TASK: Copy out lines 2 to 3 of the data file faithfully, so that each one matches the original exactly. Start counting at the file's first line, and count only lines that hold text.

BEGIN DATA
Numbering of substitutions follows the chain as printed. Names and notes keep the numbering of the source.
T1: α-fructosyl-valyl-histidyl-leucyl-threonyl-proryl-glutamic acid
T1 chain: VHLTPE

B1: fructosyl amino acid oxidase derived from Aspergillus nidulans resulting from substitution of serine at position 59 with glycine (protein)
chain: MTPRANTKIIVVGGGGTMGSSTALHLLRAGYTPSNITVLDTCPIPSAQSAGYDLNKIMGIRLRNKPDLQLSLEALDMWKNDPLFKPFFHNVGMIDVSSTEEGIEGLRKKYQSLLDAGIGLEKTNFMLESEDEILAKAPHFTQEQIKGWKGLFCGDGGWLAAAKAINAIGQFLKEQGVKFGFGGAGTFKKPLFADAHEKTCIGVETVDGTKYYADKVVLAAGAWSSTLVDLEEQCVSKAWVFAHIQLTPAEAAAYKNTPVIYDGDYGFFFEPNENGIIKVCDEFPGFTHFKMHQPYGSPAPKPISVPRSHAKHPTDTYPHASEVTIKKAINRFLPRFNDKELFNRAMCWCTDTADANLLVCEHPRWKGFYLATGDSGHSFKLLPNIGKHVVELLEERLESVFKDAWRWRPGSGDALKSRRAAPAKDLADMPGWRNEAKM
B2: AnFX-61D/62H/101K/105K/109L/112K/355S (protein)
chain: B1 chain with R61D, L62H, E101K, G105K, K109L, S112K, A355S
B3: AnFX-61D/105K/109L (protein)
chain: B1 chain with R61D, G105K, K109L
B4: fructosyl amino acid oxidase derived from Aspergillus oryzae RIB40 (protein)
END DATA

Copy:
T1: α-fructosyl-valyl-histidyl-leucyl-threonyl-proryl-glutamic acid
T1 chain: VHLTPE